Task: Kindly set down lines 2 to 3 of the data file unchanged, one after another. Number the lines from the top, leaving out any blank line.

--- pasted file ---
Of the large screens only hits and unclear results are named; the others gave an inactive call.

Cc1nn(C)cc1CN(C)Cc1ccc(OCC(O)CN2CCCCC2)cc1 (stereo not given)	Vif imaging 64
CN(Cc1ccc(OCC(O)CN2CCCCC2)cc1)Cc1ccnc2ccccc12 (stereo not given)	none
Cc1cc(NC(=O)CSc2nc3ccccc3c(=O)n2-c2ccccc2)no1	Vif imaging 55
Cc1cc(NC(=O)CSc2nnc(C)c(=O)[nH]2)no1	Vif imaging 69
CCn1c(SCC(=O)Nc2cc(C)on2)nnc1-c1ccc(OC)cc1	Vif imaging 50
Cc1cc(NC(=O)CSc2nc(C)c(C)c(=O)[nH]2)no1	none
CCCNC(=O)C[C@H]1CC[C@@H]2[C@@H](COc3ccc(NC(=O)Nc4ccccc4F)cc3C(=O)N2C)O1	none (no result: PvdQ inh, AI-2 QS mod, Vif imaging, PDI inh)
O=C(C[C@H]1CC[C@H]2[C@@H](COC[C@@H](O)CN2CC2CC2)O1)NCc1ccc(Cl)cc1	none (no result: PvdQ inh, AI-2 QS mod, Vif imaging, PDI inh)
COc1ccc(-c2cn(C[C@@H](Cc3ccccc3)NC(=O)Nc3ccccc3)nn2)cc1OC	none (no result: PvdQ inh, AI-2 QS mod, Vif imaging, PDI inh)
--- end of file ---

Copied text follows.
Cc1nn(C)cc1CN(C)Cc1ccc(OCC(O)CN2CCCCC2)cc1 (stereo not given)	Vif imaging 64
CN(Cc1ccc(OCC(O)CN2CCCCC2)cc1)Cc1ccnc2ccccc12 (stereo not given)	none